The 20 most-watched TED Talks to date


From education to brain function to inspiring messages to techno-possibilities, this list represents quite a breadth of topics.

  1. Sir Ken Robinson says schools kill creativity (2006): 13,409,417 views
  2. Jill Bolte Taylor‘s stroke of insight (2008): 10,409,851
  3. Pranav Mistry on the thrilling potential of SixthSense (2009): 9,223,263
  4. David Gallo‘s underwater astonishments (2007): 7,879,541
  5. Pattie Maes and Pranav Mistry demo SixthSense (2009): 7,467,580
  6. Tony Robbins asks Why we do what we do (2006): 6,879,488
  7. Simon Sinek on how great leaders inspire action (2010): 6,050,294
  8. Steve Jobs on how to live before you die (2005): 5,444,022
  9. Hans Rosling shows the best stats you’ve ever seen (2006): 4,966,643
  10. Brene Brown talks about the power of vulnerability (2010): 4,763,038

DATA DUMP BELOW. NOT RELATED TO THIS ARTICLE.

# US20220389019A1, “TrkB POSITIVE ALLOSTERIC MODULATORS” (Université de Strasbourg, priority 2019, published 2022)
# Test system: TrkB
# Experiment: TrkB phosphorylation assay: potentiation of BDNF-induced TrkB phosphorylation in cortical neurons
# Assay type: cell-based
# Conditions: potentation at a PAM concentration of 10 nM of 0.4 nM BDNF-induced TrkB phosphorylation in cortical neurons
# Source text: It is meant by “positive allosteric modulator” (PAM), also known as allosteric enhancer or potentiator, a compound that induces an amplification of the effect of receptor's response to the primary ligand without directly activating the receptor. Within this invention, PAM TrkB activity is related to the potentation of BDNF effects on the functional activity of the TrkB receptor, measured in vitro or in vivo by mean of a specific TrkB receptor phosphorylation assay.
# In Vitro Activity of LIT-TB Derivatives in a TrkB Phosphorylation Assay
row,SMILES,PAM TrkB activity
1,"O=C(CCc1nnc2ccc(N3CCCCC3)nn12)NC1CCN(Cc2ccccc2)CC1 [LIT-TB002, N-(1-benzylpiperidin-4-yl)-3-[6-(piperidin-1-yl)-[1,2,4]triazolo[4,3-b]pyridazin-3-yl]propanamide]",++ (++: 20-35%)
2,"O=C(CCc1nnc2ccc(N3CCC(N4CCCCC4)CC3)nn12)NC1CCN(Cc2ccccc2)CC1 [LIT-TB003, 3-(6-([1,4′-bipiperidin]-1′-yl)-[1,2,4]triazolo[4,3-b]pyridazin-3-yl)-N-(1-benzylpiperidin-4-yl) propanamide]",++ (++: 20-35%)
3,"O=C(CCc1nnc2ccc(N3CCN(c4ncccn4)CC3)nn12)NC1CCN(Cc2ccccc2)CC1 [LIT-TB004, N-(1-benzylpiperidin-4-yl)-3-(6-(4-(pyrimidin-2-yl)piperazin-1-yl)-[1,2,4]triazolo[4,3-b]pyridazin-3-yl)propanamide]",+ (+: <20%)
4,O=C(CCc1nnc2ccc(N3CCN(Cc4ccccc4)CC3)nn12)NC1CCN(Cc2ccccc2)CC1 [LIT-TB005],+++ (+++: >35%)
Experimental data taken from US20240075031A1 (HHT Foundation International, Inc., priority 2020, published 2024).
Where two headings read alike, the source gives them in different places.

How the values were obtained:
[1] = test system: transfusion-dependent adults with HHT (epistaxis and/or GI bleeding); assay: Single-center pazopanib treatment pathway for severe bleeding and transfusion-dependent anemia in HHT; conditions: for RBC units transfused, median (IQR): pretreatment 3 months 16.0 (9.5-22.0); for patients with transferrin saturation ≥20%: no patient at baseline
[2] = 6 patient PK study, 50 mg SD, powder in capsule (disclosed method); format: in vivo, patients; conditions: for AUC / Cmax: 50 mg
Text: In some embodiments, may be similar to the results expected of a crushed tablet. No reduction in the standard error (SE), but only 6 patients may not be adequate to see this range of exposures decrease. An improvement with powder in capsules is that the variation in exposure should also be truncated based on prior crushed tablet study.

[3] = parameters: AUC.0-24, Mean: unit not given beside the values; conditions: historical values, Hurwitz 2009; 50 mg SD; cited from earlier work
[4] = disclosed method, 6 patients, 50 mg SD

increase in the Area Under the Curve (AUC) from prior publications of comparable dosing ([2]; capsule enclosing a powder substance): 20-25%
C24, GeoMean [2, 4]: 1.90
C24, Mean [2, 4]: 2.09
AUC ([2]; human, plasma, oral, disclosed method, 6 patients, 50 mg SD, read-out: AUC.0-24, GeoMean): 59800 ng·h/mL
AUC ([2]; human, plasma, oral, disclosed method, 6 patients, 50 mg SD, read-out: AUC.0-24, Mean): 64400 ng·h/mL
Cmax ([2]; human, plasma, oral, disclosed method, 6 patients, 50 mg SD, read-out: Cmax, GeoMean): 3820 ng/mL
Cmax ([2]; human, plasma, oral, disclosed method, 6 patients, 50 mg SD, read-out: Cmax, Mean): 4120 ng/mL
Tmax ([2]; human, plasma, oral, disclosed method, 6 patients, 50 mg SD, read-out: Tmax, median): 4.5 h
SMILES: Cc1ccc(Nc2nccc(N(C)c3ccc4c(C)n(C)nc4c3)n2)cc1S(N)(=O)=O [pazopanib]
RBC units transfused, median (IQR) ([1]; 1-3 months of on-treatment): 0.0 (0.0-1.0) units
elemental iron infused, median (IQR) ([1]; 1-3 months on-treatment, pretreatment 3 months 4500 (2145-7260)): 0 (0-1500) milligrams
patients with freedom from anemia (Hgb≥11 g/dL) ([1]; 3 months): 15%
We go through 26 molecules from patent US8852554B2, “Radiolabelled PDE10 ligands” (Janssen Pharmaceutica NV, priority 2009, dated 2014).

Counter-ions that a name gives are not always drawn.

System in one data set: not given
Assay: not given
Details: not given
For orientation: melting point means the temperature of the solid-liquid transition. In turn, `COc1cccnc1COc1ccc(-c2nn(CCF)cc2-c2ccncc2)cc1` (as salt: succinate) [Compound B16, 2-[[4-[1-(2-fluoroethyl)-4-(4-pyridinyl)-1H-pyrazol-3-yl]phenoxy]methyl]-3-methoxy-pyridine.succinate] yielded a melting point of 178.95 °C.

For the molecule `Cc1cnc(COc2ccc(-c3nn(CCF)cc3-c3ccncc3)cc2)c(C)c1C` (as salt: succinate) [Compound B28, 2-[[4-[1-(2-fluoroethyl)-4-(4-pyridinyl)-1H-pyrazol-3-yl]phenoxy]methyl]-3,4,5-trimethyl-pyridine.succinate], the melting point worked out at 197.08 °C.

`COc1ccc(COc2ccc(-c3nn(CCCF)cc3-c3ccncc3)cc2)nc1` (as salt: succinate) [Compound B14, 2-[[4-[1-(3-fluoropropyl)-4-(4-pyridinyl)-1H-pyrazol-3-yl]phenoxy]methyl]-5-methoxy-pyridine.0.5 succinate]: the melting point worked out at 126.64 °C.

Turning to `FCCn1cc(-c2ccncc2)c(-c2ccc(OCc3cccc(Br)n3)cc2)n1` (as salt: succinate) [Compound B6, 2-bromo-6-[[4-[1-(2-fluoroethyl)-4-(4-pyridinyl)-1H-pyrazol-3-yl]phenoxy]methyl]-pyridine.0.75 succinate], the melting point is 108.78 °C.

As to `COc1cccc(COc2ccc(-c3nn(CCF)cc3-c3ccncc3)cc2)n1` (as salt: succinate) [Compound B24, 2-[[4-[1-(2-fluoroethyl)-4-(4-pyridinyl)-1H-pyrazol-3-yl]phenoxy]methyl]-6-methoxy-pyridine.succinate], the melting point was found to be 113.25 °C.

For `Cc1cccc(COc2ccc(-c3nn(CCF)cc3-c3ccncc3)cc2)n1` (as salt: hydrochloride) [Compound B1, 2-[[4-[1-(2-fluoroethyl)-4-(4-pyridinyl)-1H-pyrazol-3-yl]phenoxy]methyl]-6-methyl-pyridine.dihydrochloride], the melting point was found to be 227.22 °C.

11. Daniel Pink on the surprising science of motivation (2009): 4,706,241
  12. Arthur Benjamin does mathemagic (2005): 4,658,425
  13. Elizabeth Gilbert on nurturing your genius (2009): 4,538,037
  14. Dan Gilbert asks: Why are we happy? (2004): 4,269,082
  15. Stephen Hawking asks big questions about the universe (2008): 4,153,105
  16. Jeff Han demos his breakthrough multi-touchscreen (2006): 3,891,251
  17. Johnny Lee shows Wii Remote hacks for educators (2008): 3,869,417
  18. Keith Barry does brain magic (2004): 3,847,893
  19. Mary Roach 10 things you didn’t know about orgasm (2009): 3,810,630
  20. Vijay Kumar demos robots that fly like birds (2012): 3,535,340



Wikipedia May Undergo Blackout To Protest SOPA [news]